Five stars. Highly recommended. My only quibble is its length, 192 pages. I would happily have read another hundred.

Before Peter Steiner started writing novels he was a cartoonist for The New Yorker, well known for a large body of work but perhaps best for the 1993 cartoon showing one dog sitting at a desktop computer, paw on the keyboard, telling another, “On the Internet nobody knows you’re a dog.” It’s a classic. 

He also paints, and had a show in June in Connecticut. In October, he will have a show in the Cartoon Museum in Krems, Austria

The Good Cop (Willi Geismeier Mysteries), by Peter Steiner. Severn House Publishers, July 1, 2019. I read a PDF proof the publisher furnished, then bought and reviewed the Kindle edition.

Useful links:
Peter Steiner’s site
BBC Guide to Weimar

Highly recommended for Francophiles and WWII history buffs
5/5

Anyone who has followed the tragedy of the German occupation has heard of the young bicycle couriers who fearlessly bluffed their way past checkpoints while carrying secret messages for the Resistance. The girls, especially, brought flirtation and coquetry to bear on the Occupation soldiers who were sometimes only a few years older.

Time compresses as it fades. From early in the occupation we remember the couriers and other parts of the soft Resistance. Then came the brave publishers of underground newsletters, then newspapers, and finally the occasional assassination of a German soldier, which always brought heavy penalties. Hitler pushed the occupation forces to more and more intense retribution, so that an assassination brought the execution of 50 hostages — and anyone unlucky enough to be picked up for violating the curfew became a hostage. In 1944 came extensive sabotage in support of D-Day.

Ronald C. Rosbottom’s fascinating new book Sudden Courage follows the deepening involvement of the youth of France after the German invasion of 1940. Rosbottom establishes clearly how betrayed they felt when the pride of the old military establishment, the Maginot Line, proved hopeless as a defense against an invading power with enough creative energy to simply bypass it. One by one, they determined to do their part to reverse the tide.

Preparing for the last war

It was proof of the old aphorism that soldiers prepare for the last war, not the next one, and the feckless French government did exactly that, to the extent of naming the hero of World War I, Petain, to head the new État Français, the collaborationist government the Germans established in Vichy.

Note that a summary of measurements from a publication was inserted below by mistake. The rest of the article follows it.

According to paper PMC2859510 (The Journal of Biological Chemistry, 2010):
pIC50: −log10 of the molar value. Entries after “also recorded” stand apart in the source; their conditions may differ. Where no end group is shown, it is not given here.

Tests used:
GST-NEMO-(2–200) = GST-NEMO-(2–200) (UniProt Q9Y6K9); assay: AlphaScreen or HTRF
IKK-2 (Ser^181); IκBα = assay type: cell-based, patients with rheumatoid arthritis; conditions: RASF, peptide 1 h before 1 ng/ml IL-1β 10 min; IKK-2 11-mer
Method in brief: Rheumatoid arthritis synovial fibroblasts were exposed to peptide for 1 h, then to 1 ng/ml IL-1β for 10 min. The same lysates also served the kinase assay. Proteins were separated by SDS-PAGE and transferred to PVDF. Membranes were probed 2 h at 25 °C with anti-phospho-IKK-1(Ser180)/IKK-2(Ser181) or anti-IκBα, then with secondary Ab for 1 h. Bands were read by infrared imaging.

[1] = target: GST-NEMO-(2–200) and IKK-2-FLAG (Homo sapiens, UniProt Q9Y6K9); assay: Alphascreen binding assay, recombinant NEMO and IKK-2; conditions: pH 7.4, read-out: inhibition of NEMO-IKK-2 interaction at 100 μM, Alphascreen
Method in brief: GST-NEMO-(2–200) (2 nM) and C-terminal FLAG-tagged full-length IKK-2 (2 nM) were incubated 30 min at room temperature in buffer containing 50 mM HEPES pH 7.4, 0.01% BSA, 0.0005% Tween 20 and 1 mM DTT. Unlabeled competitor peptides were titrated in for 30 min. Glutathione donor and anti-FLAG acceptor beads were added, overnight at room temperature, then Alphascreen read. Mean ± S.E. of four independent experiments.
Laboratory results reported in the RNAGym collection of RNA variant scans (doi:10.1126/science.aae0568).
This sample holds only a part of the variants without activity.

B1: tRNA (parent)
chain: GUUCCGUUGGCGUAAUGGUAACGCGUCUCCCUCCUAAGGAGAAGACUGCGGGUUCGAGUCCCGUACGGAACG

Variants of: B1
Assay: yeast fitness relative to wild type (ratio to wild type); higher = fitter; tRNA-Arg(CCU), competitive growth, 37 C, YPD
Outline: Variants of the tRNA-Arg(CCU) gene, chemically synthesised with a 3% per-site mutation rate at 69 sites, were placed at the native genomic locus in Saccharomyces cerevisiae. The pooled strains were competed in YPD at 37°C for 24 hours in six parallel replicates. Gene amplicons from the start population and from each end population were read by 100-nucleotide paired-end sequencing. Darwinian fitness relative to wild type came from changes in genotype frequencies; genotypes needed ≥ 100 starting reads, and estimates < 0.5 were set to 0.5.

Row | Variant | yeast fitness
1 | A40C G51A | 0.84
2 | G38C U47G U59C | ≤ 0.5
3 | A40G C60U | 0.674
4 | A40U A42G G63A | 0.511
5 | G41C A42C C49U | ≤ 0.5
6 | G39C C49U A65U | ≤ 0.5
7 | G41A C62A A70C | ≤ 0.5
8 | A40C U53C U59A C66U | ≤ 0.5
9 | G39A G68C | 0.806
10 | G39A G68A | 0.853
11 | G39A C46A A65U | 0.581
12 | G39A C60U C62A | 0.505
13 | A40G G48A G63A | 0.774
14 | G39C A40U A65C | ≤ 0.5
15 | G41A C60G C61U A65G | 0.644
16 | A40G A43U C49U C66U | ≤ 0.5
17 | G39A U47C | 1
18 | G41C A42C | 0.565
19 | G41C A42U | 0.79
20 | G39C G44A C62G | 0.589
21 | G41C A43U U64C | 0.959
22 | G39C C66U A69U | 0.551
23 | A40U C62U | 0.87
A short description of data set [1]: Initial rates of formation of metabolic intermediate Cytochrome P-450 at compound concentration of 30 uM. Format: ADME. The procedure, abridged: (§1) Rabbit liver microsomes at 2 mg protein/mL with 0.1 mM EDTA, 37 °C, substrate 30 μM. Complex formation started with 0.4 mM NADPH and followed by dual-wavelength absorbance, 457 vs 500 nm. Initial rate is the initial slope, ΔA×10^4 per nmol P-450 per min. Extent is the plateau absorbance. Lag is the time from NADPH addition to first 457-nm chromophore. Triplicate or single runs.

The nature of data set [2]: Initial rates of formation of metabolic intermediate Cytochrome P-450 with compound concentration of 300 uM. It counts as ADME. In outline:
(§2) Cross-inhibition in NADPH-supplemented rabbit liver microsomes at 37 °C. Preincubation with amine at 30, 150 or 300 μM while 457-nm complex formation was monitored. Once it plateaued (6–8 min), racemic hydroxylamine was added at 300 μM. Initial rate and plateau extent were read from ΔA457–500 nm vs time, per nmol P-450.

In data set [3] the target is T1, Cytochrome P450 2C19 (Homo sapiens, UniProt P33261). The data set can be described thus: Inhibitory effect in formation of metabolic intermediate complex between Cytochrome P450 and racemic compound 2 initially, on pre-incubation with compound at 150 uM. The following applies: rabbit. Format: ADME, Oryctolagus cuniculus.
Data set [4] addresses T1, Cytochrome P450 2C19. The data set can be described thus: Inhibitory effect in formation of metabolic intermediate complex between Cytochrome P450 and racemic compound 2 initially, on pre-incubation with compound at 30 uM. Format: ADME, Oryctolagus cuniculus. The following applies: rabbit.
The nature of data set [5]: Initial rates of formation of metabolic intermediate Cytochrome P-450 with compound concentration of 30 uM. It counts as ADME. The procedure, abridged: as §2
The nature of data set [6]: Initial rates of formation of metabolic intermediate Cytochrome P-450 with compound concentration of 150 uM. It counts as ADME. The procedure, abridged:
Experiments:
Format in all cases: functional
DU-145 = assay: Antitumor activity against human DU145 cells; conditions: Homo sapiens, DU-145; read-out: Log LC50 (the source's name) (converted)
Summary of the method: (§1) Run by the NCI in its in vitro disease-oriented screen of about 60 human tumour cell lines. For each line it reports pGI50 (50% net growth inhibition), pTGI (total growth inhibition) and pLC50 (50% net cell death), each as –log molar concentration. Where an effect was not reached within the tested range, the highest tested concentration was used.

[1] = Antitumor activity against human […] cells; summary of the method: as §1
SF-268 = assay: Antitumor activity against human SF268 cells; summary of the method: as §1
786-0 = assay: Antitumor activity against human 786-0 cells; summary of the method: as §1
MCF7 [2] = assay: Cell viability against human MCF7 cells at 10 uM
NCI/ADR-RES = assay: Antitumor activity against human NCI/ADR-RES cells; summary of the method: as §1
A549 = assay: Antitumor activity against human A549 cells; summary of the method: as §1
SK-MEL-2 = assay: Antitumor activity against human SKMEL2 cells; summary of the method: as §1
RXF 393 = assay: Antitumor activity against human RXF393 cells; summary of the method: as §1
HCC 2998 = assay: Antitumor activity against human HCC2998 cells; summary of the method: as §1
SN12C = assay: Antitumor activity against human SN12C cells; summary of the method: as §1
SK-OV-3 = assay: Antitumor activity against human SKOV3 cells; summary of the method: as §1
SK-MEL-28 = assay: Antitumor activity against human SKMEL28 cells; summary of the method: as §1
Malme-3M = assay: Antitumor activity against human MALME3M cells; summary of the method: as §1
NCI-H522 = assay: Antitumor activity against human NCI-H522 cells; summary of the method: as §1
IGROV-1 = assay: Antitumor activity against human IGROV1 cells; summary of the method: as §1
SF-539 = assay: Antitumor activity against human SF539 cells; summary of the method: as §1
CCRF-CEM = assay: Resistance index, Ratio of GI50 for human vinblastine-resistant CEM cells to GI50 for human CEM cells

When the Germans dissolved Vichy and occupied the south later in the war, the Resistance became more serious there, but the acts that spawned dozens of postwar films — railroads sabotaged, bridges blown up — were mainly acts in cooperation with the Allied governments in preparation for the Normandy landings of 1944.

In any discussion of the Resistance, the elephant in the corner is communism. The Resistance was in many ways started by the communists, who dominated many trade unions and thus could bring their existing organization to bear quickly. They always had a fraught relationship with the government in exile, which like Degaulle himself leaned on the tradition-bound ideas of Old France, which was Catholic, conservative, and patriarchal. In other words, the essence of anti-communism.

In fact, it struck me as odd that so many French parents would tolerate, much less support, their daughters’ work for the Resistance. They were nervous about it, as Rosbottom makes clear, but they saw past the straitjacket of the old mores to the absolute need to combat the Nazi threat to their existence.

Sudden Courage is a masterful followup to When Paris Went Dark. I hope a third one is in the works.

RONALD C. ROSBOTTOM is the Winifred L. Arms Professor in the Arts and Humanities and a professor of French, European Studies, and Architectural Studies at Amherst College. Previously he was the dean of faculty at Amherst. His previous book, When Paris Went Dark: The City of Light Under German Occupation, 1940-1944, was long listed for the National Book Award in Nonfiction.

SUDDEN COURAGE: Youth in France Confront the Germans, 1940-1945. Custom House, an imprint of William Morrow. Publication Aug. 13, 2019. Available in ebook, hard cover, and audio editions. Buy it on Amazon at https://amzn.to/2KrnLzl